On January 2, 2019, the Southern District of New York (SDNY) in Wells Fargo Advisors LLC v. Tucker, declined to vacate an arbitrator’s clause construction award, which construed the parties’ arbitration agreement as permitting class-wide arbitration. Importantly, prior decisions from the SDNY and Second Circuit concluded the parties’ arbitration agreement clearly and unmistakably expressed the parties’ intent that an arbitrator should decide the gateway issue of whether the agreement permitted class arbitration. Having delegated that authority to the arbitrator, the District Court found no basis in law to overturn that clause construction award. The two prior decisions in this matter, addressing the issue of who should decide whether an agreement permits class arbitration, align well with the United States Supreme Court’s January 9, 2019 holding in Henry Schein, Inc. v. Archer & White Sales, Inc. There—resolving a circuit split—the High Court held that when the parties’ contract delegates the arbitrability question to an arbitrator, a court may not override the contract, and possesses no power to decide the arbitrability issue, even if the court believes the argument that the arbitration agreement applies to a particular dispute is “wholly groundless.” The clause construction award in Wells Fargo Advisors LLC arose out...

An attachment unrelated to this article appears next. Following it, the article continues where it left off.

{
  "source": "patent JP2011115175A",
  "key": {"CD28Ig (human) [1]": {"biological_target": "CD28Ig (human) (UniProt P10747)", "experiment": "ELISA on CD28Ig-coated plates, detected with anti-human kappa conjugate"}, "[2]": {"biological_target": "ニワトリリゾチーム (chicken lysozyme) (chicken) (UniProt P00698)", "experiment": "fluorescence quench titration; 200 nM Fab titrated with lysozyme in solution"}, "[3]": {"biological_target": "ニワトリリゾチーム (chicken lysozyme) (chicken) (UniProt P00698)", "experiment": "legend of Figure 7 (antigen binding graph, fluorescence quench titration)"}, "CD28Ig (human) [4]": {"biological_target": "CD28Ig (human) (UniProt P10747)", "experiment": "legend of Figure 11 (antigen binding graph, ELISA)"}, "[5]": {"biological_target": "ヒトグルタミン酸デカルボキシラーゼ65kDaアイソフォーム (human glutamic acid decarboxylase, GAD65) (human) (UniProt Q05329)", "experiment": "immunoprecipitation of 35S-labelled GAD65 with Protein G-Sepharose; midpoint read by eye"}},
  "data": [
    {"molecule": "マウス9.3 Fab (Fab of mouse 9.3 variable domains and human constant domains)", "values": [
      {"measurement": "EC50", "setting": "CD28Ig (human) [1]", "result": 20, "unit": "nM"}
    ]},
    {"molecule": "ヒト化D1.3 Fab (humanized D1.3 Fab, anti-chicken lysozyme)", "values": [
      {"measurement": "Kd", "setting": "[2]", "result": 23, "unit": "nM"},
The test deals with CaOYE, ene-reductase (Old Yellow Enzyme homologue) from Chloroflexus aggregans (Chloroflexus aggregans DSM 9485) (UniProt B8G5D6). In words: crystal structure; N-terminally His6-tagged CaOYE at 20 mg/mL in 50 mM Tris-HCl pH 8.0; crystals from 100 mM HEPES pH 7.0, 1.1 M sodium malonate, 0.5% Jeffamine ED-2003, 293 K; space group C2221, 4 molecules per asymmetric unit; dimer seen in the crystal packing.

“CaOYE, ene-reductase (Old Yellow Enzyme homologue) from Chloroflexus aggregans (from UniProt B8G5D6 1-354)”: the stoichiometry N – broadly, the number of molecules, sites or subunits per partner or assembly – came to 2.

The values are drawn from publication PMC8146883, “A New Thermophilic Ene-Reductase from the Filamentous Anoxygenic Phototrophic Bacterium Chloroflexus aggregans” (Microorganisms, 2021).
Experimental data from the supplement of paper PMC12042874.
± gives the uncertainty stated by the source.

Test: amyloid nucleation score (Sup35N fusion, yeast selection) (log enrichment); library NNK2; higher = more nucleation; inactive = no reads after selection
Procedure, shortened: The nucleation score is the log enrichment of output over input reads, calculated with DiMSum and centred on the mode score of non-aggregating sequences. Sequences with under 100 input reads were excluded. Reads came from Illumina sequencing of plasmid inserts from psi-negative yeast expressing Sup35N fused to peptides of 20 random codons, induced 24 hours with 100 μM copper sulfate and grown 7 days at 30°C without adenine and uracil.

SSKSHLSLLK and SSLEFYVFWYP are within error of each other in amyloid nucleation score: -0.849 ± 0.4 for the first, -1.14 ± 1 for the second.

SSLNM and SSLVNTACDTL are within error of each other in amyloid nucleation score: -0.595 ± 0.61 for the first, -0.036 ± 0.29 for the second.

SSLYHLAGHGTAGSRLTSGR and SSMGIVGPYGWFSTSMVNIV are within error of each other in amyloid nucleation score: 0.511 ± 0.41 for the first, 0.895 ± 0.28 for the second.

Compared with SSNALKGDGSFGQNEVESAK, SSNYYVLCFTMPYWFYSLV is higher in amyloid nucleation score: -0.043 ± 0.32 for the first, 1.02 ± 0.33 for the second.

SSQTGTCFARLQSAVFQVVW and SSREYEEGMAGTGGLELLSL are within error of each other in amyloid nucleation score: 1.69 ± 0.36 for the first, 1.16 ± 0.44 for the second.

New Jersey Federal Court Holds that Cryptocurrency Allegations Sufficiently Alleged a “Security” Subject to ’33 Act Registration Requirements

New Jersey Federal Court Holds that Cryptocurrency Allegations Sufficiently Alleged a “Security” Subject to ’33 Act Registration Requirements

In Solis v. Latium Network, Inc., Susan D. Wigenton, a United States District Judge in the District of New Jersey, held that a class action plaintiff adequately alleged that a particular cryptocurrency was a “security” subject to the registration requirements of the Securities Act of 1933 and, by extension, the regulatory strictures of the Securities Exchange Act of 1934. Solis alleged that Latium operates a blockchain-based, crowdsource tasking platform, which allows users to create tasks, find people to complete the tasks, and then verify completion of the tasks according to specified standards. Users of the platform pay for the completed tasks using Latium X tokens, Latium’s proprietary cryptocurrency, which can be used only on Latium’s platform. Solis also alleged that, to raise money for the platform, Latium offered its tokens for sale to the public in exchange for U.S. dollars or the cryptocurrency Ether. The sale was conducted in several stages, with the cost of a token increasing with each successive stage. When marketing the tokens, Latium stressed the limited quantity of tokens to be issued and characterized its tasking platform, particularly in tandem with the tokens, as a “unique investment opportunity.” Solis purchased $25,000 in Latium X tokens and...